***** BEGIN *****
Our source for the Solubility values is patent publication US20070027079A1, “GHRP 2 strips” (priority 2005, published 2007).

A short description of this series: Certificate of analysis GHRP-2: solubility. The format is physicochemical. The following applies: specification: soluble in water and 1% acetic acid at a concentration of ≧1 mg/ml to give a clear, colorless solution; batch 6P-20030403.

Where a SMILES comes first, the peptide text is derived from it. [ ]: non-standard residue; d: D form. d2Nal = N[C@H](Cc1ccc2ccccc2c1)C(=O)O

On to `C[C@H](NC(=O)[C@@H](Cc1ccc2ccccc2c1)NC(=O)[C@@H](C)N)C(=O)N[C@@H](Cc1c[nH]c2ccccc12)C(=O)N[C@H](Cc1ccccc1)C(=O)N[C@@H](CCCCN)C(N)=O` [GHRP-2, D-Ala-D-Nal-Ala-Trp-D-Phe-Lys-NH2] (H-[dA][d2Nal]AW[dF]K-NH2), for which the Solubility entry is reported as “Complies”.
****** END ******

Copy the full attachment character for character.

Our source for the Solubility values is patent publication US20070027079A1, “GHRP 2 strips” (priority 2005, published 2007).

A short description of this series: Certificate of analysis GHRP-2: solubility. The format is physicochemical. The following applies: specification: soluble in water and 1% acetic acid at a concentration of ≧1 mg/ml to give a clear, colorless solution; batch 6P-20030403.

Where a SMILES comes first, the peptide text is derived from it. [ ]: non-standard residue; d: D form. d2Nal = N[C@H](Cc1ccc2ccccc2c1)C(=O)O

On to `C[C@H](NC(=O)[C@@H](Cc1ccc2ccccc2c1)NC(=O)[C@@H](C)N)C(=O)N[C@@H](Cc1c[nH]c2ccccc12)C(=O)N[C@H](Cc1ccccc1)C(=O)N[C@@H](CCCCN)C(N)=O` [GHRP-2, D-Ala-D-Nal-Ala-Trp-D-Phe-Lys-NH2] (H-[dA][d2Nal]AW[dF]K-NH2), for which the Solubility entry is reported as “Complies”.